Before lunch we were given a brief tour of the centre. Some people might think that keeping the birds chained to their perches is cruel. But, as I just mentioned, birds of prey only ever fly to hunt and then only every few days, so they spend a fair amount of time roosting anyway. All the birds are taken out, exercised and fed regularly which, considering how many there are at the centre, is a full time job on its own, without all the various activities and public demonstrations the staff do as well.

Marty taking food from Subi
One exception was a Golden Eagle we met early on in the day. Iím mentioning no names but he was kept by a celebrity who is a parrot enthusiast. Unfortunately he kept the eagle as he would a parrot - in a cage - and as a result when the Eagle arrived at the Heights his nostrils were full of maggots and his wings were so badly damaged that he will never fly again. But they have nursed him back to health, they take very good of him and hopefully heíll have a happier life as part of their breeding programme.

We were taken to see a couple of chicks - a peregrine and a buzzard - who were being hand reared. (No photos around the babies, I'm afraid.) The peregrine was making an unholy racket when we arrived and looked ready to eat anything, including stray fingers, but we were allowed to hold the dopier-looking buzzard chick - awwww!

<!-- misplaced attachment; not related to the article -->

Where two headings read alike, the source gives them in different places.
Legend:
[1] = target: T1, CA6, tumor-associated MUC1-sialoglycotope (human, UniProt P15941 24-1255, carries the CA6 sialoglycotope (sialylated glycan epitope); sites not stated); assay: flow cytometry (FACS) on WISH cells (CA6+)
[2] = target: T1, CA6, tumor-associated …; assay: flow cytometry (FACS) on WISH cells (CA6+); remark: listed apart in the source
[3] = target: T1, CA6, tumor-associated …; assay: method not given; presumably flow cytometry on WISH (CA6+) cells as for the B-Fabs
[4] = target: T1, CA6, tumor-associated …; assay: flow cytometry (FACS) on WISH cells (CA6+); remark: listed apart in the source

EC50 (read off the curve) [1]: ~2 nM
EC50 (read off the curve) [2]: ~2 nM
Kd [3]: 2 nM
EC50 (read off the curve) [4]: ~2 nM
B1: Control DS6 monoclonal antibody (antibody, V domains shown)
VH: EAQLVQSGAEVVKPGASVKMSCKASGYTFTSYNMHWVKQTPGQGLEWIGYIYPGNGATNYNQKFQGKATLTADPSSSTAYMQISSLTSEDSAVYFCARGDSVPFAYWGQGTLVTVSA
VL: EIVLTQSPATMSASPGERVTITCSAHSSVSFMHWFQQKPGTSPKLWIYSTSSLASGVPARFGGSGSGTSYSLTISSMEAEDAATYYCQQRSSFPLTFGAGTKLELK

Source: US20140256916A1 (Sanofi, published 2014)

Eddie - female Gyr Saker Falcon
Eagle Heights has a reptile house as well with quite a few iguanas and some quite large snakes. This has happened more by accident than design; the local RSPCA tend to bring rescued reptiles to them as they are the only people in the area with any expertise at all in looking after them. And the only people with a dedicated supply of food. Reptiles arenít really the Centreís priority but they donít have the heart to turn them away, so please sponsor one if you can to help with their upkeep. Of course, you can sponsor the birds as well.

After lunch we took out two Harris Hawks for a long walk through the woods. Harris Hawks are from South America and are unusual in that they hunt in flocks. Usually you canít fly two birds of prey at the same time; they are far too territorial and would simply fight. Our two hawks were veteran Baggie (with me) and youngster Denzil (with Subi).

Alaska - female American Bald Eagle